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Re: [xougen] GPL-ed X compression scheme -- my gaff

From: Gian Filippo Pinzari
Subject: Re: [xougen] GPL-ed X compression scheme -- my gaff
Date: Wed, 1 Oct 2003 04:31:22 +0200
User-agent: KMail/1.5

First of all thank you for your attention to our NX work. We also aim 
at a better X-Window. We hope to see fruitful cooperation between 
Xouvert and NoMachine. 

On Sat, 27 Sep 2003 02:02:34, Jonathan Walther wrote:
> I seem to recall Keith Packard saying he'd tested it, and there wasn't
> much of a performance win over using raw gzip compression on the data
> stream. 

I don't remember to have ever read something like this. Did Keith say this
in a private conversation?

I read here:


that Keith think that raw gzip compression can offer sufficient compression
to make X work fine over 'moderately' low-bandwidth links, given that 
programmers pay attention to writing smarter X clients. I don't have any 
evidence he ever tried our software.

Compression applied to an interactive network protocol is something very
complex to design and implement. On the other hand it is very simple to
evaluate. It is 'good' if it lets you work confortably in front of your remote
desktop and it is 'bad' otherwise. Is Zlib enough to run X over low-bandwidth 
links? Well, it probably depends on the definition of 'low-bandwidth' links. 
NX goal is to let users run X applications over the Internet, with a bandwidth 
of 3 KBps and a latency in the order of 200 ms. Everything requiring more 
bandwidth or assuming lower latency is simply not enough. 

Zlib compression in SSH can offer an average compression of 4:1. This 
is a very good ratio for a generic compressor. I'm speaking about running 
a contemporary X environment, like a GNOME or KDE desktop, browsing 
the Internet and making office automation, not just downloading a tiled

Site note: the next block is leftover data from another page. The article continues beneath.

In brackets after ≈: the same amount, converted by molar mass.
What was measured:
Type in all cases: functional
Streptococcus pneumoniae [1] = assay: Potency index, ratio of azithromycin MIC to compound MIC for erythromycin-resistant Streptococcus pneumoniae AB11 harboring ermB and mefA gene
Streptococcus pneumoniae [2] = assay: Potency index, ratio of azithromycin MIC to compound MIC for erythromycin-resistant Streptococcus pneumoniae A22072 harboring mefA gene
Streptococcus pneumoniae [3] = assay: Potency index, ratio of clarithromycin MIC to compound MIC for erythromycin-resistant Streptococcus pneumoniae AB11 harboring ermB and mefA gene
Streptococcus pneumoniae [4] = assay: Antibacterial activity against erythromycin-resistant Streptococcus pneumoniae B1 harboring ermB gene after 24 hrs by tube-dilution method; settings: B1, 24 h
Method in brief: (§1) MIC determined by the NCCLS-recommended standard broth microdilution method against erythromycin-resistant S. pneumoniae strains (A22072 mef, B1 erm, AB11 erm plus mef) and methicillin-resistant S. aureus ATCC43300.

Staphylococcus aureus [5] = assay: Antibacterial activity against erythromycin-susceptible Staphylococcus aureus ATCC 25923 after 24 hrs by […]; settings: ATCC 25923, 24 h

background. This compression can be more than enough if you have a 
DSL connection and 256Kbps downstream, but you need 40:1 if you have 
an analog modem, you are many hops away or are downloading a video 
at the same time. NX provides an average compression exceeding 70:1 
in the same conditions, still offering less overhead (due to caching) and 
better interactivity (due to improved flow control and other nifty features 
made possible by intelligent multiplexing, like streaming of big requests). 
Maybe most X users have broadband connections and don't need better 
compression, but better compression is mandatory if you want to run X 
applications on mobile phones or in other environments where bandwidth 
is a costly resource. Note that you need good and fast compression 
even if you want to run more than a handful of X sessions on a LAN.

Having said that, I would add that I don't see any need to merge most 
of NX improvements in the X protocol. As noted by Keith Packard in the 
above document, it would be enough to let Xlib and other extension libra-
ries clear the padding bytes in the protocol. This would benefit SSH+Zlib 
as well as NX. NX was designed to stay on top (or aside) of X-Window. 
Our goal is to develop a framework and an architecture to run X (and other 
applications based on open protocols) over the Internet, in a peer-to-peer 
fashion. NX and X-Window can walk and improve together. We would like 
to see NX integrated in Linux and Unix, that's another story.

How NX can help building a better X-Window? Well, probably by allowing
normal users, not only geeks, to run X over the network. More X-users = 
more and better X-applications. NX can help developers, also, by means
of the reporting capabilities of nxproxy. X protocol statistics are easily 
accessible through the admin client or by sending to nxproxy a SIGUSR1 
or a SIGUSR2 signal. Statistics are stored in file 'stats', in the session 
directory. Obviously you can get X protocol statistics running xmon or 
other tools... But it is easier in NX and, most importantly, always available. 
I'm sure that if X developers would have a chance to look at X statistics 
more often, they would easily and naturally write more X-protocol friendly 
applications. Remember: if an application works fine with NX it will work 
even better with SSH+Zlib and wonderfully well with plain X :-).

With my best regards,

/Gian Filippo Pinzari.

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